This photograph documents the relocation iof the Ayahs’ Home from 26 King Edward Road, Hackney to a larger property at number 4 in 1921. The three relocations throughout the Ayahs’ Home’s history signifies a growing demand for shelter for deserted ayahs in London, with number 4 accommodating 80–223 women per year in its 30 rooms.[1]

Ayahs were employed by British families to look after their children on the sea voyage home. On arrival in Britain, the women were often discharged and left to find their own passage back to India. Such mistreatment led to the setting up of the Ayahs’ Home, run by the London City Mission. The Home provided accommodation for ayahs awaiting their return engagement, as well serving as a refuge for ill-treated and stranded ayahs.

Who is in the photograph?

In the photograph are six ayahs who reveal a ‘cross-section’ of the women from India, China and other countries who worked in this capacity. Within the Home itself, women were segregated along these lines – with ticketed bedrooms according to home nation.

The other four people in the background are those responsible for housing the ayahs, in their involvement with the London City Mission as fundraisers, committee members, or matrons.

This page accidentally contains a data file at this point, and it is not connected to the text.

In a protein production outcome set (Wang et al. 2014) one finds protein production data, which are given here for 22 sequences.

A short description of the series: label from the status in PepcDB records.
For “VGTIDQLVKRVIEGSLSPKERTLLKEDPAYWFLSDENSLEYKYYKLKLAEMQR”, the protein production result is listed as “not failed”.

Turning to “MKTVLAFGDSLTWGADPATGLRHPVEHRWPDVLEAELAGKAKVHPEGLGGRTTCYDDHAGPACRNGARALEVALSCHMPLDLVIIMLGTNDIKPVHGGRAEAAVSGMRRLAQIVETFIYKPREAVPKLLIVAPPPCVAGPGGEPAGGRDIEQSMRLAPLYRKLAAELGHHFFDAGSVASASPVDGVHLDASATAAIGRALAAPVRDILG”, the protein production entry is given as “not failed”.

How did the Home operate?

The Home typically had two strands of income. The first relied upon the ayah’s return ticket, which the returning family surrendered to the matron on the ayah’s arrival to the home – this would then be sold onto another family who were in need of the ayah’s service when departing for India. The second was a system of donations from local church communities. The money obtained from these systems would provide the ayah with ‘free’ board and lodging, costing the London City Mission an average of 14 shillings per week.[2]

[1] Rozina Visram, Asians in Britain: 400 Years of History (London, 2002), p. 51.

[2] Rozina Visram, Asians in Britain: 400 Years of History (London, 2002), p. 52.